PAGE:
The Centre for Disease Control and Prevention (CDC) in Kenya has lauded the Makueni government for efforts in combating HIV in the county, with HIV viral suppression currently at 96 per cent.
CDC Kenya Country Director Dr. Jennifer Galbraith said on Tuesday in Wote that achievements had been made through the support of the US President’s Emergency Plan for Aids Relief (PEPFAR) to support HIV prevention, care, and treatments.
“In Makueni County, the US Government, through CDC Kenya, invests nearly 1.5 million US dollars, which is equivalent to more than Sh200 million annually, to support HIV prevention, care, and treatment programmes in the county,” said Galbraith.
“Because of this support and the great work you are doing, Makueni County is approaching HIV epidemic control. HIV viral suppression is at 96 per cent, which has great potential if maintained to reduce HIV transmission and keep people living with HIV healthy,” she noted.
Galbraith spoke during the launch of the county’s HIV transition roadmap, which is a key pillar in achieving sustainability of HIV programming at the Makueni Mother and Child Hospital.
She was accompanied by Governor Mutula Kilonzo, health officers, and partners from CIHEB Kenya and LVCT.
Also, during the event, Galbraith and Kilonzo presided over the graduation of 40 children who are HIV-free and were born to HIV-positive mothers.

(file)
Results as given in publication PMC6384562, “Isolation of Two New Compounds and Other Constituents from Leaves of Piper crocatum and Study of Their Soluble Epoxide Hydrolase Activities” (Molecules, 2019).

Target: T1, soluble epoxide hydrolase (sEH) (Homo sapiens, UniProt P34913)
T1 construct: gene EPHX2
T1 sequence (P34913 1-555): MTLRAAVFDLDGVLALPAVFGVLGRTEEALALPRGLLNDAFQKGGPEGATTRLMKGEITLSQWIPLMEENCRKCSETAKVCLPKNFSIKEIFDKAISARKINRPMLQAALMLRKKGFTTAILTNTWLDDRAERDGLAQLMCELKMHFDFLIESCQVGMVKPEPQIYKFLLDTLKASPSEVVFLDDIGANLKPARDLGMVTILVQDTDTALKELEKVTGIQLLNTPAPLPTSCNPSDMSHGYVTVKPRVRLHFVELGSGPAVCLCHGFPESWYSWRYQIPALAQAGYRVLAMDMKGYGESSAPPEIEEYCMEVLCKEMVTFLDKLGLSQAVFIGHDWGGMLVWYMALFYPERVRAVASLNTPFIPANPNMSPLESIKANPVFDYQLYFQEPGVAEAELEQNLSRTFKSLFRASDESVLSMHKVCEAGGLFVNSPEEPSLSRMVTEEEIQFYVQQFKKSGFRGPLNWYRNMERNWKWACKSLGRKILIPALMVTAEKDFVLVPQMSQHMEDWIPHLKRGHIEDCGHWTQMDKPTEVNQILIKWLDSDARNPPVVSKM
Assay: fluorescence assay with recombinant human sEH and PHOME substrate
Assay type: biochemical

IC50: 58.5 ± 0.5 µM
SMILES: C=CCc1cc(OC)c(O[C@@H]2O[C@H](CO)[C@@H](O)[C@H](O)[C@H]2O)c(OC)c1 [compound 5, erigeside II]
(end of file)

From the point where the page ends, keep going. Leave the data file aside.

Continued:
“As a result of the prevention of mother-to-child transmission of HIV, 2,607 babies were confirmed to be HIV-free at 24 months post-delivery between 2017 and 2022,” added Galbraith.
She further said 21,672 people living with HIV are on treatment, including 18,942 adults, 1,812 young people, and 918 children. She noted that Makueni has done a great job leading the adoption of innovative strategies and demonstrating the ability to advance sustainable development to promote the health sector.
“Makueni was among the first counties to transition programme staff from CDC’s implementing partner to county public service payroll and employ HIV testing counsellors, a cadre that is not in the current national scheme of service,” she noted.
Galbraith said that from January 2023, the CDC will fund the county directly through an ongoing cooperative agreement dubbed “Uzinduzi” which provides HIV service delivery services in Mbooni sub-county.
Kilonzo said stopping the transmission of HIV from mother to child is critical, adding that no infant or young child should acquire HIV when there are universally accessible medicines to prevent it.
However, he assured that the county would revamp HIV awareness campaigns and challenged men to take a central role in ensuring they get tested.
The governor praised the mothers for taking their antiretroviral medicine consistently and correctly, thereby keeping their infants HIV-free during pregnancy, birth, and breastfeeding.
By Ronald Rono